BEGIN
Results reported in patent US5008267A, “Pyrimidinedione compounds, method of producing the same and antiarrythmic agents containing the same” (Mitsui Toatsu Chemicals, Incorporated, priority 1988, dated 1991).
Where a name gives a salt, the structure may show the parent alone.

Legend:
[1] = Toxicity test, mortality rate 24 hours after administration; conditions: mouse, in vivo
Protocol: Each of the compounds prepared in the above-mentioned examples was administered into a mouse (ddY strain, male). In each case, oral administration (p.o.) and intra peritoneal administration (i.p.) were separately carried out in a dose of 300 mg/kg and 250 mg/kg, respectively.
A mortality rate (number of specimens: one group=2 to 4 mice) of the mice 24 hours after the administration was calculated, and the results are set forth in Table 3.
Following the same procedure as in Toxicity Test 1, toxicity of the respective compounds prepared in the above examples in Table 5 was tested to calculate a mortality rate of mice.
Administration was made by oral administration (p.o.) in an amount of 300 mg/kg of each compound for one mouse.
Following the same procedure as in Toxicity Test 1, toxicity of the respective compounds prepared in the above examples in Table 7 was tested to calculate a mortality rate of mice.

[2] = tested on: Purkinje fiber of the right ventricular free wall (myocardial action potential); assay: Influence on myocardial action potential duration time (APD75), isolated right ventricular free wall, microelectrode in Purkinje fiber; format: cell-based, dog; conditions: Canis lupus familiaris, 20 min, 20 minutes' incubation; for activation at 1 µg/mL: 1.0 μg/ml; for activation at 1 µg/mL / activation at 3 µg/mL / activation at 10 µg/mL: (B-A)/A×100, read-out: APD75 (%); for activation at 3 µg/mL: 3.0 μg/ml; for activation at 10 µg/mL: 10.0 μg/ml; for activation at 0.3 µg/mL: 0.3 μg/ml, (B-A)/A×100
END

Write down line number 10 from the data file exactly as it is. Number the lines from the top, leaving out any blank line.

[2] = tested on: Purkinje fiber of the right ventricular free wall (myocardial action potential); assay: Influence on myocardial action potential duration time (APD75), isolated right ventricular free wall, microelectrode in Purkinje fiber; format: cell-based, dog; conditions: Canis lupus familiaris, 20 min, 20 minutes' incubation; for activation at 1 µg/mL: 1.0 μg/ml; for activation at 1 µg/mL / activation at 3 µg/mL / activation at 10 µg/mL: (B-A)/A×100, read-out: APD75 (%); for activation at 3 µg/mL: 3.0 μg/ml; for activation at 10 µg/mL: 10.0 μg/ml; for activation at 0.3 µg/mL: 0.3 μg/ml, (B-A)/A×100